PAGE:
DISCLAIMER: These notes are from the defunct k8 project which precedes SquirrelJME. The notes for SquirrelJME start on 2016/02/26! The k8 project was effectively a Java SE 8 operating system and as such all of the notes are in the context of that scope. That project is no longer my goal as SquirrelJME is the spiritual successor to it.
Not sure if I need to output anything else for the Java instruction dump to the manifests.
And now to redump the PowerPC manifests so that it matches the newer format and has the image const and value set (which is for decoding).
Well the new field layout is much more compact and probably easier to understand.
The joys of distributed version control where you have the entire history.
Going back in time has been quite helpful too. Now I have the new stuff for the
instructions so I can continue on the refactor of
ArchitectureData. I do
wonder though if it would be possible for me to keep a map which bases the key
on the value. I could make a special map type for that, it would require
loading of the manifest to determine the name of the instruction however. But
before I do that I will need to cleanout the Java and PowerPC code.
I wonder if I can split off
java.net or at least have two new packages to
make the jump lighter. Appears I will need to split off URI/URL. Then I can
have the socket based stuff in
java.nio go into the net package. There would
be a splice between them, however it would split them even further apart. I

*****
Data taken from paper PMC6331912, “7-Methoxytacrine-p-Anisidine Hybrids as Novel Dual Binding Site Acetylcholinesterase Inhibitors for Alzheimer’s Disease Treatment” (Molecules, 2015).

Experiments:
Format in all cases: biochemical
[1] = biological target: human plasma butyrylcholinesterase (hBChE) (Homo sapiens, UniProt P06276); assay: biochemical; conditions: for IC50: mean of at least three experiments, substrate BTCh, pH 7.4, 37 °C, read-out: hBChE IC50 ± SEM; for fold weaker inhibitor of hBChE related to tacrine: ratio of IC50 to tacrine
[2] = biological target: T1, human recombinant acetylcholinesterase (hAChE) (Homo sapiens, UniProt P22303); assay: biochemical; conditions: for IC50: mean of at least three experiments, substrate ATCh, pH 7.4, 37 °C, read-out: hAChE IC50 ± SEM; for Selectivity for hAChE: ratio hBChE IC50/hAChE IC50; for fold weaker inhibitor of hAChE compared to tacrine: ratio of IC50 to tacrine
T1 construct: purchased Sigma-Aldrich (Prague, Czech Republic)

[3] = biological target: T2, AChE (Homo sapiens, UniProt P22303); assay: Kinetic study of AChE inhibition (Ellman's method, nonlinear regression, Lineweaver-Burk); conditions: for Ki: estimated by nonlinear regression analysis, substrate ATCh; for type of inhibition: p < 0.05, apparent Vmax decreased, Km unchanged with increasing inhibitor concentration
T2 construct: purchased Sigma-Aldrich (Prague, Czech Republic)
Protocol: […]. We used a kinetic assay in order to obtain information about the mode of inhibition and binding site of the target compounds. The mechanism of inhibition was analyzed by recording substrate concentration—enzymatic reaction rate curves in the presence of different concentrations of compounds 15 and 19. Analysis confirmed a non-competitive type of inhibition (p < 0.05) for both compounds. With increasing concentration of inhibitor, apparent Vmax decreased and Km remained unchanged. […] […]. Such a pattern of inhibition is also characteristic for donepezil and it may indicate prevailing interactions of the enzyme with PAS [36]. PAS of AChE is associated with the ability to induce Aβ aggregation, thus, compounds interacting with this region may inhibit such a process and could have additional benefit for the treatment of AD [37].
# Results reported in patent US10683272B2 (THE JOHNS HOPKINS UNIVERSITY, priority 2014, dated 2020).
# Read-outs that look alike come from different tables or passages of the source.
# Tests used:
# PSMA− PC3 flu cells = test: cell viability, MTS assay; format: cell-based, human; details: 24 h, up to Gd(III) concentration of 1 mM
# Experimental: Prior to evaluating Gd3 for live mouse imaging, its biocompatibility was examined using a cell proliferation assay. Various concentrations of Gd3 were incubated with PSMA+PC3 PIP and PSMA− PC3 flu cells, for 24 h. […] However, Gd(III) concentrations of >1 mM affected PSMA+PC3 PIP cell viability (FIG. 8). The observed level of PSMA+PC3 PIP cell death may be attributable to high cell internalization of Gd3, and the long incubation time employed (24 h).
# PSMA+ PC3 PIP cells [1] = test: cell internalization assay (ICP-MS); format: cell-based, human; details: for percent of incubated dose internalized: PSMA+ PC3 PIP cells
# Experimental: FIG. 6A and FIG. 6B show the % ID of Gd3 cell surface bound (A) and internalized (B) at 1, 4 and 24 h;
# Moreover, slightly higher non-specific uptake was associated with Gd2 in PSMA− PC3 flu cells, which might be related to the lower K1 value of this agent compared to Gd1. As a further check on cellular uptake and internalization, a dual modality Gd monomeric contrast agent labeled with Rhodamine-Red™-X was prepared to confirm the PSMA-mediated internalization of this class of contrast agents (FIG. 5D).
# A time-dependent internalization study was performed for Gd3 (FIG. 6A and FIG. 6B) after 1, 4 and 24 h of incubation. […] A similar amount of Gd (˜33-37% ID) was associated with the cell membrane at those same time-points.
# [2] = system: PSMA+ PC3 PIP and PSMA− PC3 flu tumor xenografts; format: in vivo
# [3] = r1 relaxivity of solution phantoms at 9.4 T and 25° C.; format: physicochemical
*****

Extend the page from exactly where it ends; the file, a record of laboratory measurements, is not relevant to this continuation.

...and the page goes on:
need to look at InetAddress though since the SecurityManager uses that.
I can actually split off
java.math. Actually no I cannot due to a few
imports due to Java 8's streams.
I believe I will have to fork POIT to fixup for these new changes.
I could attempt writing up NARF with some of the stuff I learned from POIT. POIT will generate very bloated code for the most part even for the simplest of methods. However, SSA is insanely complex.
Perhaps I can use a threading approach. Basically the entire layout of the method will be placed and operands and their register usages will be determined and stored. Instructions will have a flow back (dependency) and used local and stack variables would have a usage and liveness so to speak.
Actually for thrown exceptions, the only odd time they are thrown is during potentially very fatal virtual machine failures. However for speed, my virtual machine should just read from null pointers and such (except if there is no MMU available, it must check them) so that a trap in the CPU is triggered and then where an exception is generated, rather than just checking for null pointers. A check against a null pointer can just be a dereference of the pointer, I do not really have to do anything with it. Of course though, the first page of memory must not be writable, however if a system needs it it is possible to have a null pointer which is NOT zero.
Actually instead of having register shuffling to that their numbers are dynamic to the code running, there could instead be virtual registers which map to real registers and stack locations. So basically something such as this: